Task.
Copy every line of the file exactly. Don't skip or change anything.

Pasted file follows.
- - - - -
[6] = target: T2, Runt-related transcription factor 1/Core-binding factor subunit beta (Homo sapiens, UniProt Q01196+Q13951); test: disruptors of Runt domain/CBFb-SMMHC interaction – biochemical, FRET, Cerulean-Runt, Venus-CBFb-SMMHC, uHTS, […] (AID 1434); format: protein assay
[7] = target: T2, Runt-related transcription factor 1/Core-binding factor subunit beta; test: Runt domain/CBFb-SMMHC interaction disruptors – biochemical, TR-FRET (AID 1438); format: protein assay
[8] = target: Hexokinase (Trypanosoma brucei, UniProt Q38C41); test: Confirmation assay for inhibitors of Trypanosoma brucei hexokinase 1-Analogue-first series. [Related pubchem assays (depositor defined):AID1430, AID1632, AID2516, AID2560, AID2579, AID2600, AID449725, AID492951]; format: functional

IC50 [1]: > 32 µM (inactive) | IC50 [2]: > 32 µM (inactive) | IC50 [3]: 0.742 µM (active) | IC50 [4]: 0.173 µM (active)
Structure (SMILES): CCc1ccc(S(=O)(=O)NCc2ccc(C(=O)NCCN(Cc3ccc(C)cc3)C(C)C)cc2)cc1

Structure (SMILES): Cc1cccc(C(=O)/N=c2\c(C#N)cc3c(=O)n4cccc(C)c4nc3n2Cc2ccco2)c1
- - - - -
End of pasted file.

[6] = target: T2, Runt-related transcription factor 1/Core-binding factor subunit beta (Homo sapiens, UniProt Q01196+Q13951); test: disruptors of Runt domain/CBFb-SMMHC interaction – biochemical, FRET, Cerulean-Runt, Venus-CBFb-SMMHC, uHTS, […] (AID 1434); format: protein assay
[7] = target: T2, Runt-related transcription factor 1/Core-binding factor subunit beta; test: Runt domain/CBFb-SMMHC interaction disruptors – biochemical, TR-FRET (AID 1438); format: protein assay
[8] = target: Hexokinase (Trypanosoma brucei, UniProt Q38C41); test: Confirmation assay for inhibitors of Trypanosoma brucei hexokinase 1-Analogue-first series. [Related pubchem assays (depositor defined):AID1430, AID1632, AID2516, AID2560, AID2579, AID2600, AID449725, AID492951]; format: functional

IC50 [1]: > 32 µM (inactive) | IC50 [2]: > 32 µM (inactive) | IC50 [3]: 0.742 µM (active) | IC50 [4]: 0.173 µM (active)
Structure (SMILES): CCc1ccc(S(=O)(=O)NCc2ccc(C(=O)NCCN(Cc3ccc(C)cc3)C(C)C)cc2)cc1

Structure (SMILES): Cc1cccc(C(=O)/N=c2\c(C#N)cc3c(=O)n4cccc(C)c4nc3n2Cc2ccco2)c1